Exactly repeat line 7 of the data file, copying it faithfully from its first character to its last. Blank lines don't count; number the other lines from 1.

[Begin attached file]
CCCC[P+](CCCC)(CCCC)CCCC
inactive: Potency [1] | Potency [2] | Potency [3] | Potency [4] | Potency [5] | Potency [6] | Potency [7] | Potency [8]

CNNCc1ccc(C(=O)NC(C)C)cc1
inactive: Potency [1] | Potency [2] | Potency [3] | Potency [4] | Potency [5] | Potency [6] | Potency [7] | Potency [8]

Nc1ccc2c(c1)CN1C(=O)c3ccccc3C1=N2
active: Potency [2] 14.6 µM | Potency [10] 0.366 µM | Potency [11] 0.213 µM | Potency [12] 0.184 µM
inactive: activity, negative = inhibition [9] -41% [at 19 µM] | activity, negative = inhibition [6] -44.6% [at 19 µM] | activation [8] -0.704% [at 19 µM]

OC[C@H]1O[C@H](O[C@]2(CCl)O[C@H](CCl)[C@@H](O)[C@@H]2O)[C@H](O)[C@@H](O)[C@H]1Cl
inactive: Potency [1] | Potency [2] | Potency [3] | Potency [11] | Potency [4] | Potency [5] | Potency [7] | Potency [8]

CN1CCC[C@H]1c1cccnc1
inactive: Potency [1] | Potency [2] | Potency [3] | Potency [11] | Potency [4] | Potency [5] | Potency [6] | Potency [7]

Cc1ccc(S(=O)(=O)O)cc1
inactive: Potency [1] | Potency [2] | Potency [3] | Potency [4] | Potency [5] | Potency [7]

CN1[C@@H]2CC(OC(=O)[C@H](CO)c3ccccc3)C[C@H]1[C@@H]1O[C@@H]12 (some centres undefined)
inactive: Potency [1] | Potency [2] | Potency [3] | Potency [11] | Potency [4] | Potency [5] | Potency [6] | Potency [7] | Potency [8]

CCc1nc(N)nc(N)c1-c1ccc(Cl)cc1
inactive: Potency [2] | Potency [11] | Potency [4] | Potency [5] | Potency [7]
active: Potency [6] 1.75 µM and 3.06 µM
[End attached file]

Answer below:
inactive: activity, negative = inhibition [9] -41% [at 19 µM] | activity, negative = inhibition [6] -44.6% [at 19 µM] | activation [8] -0.704% [at 19 µM]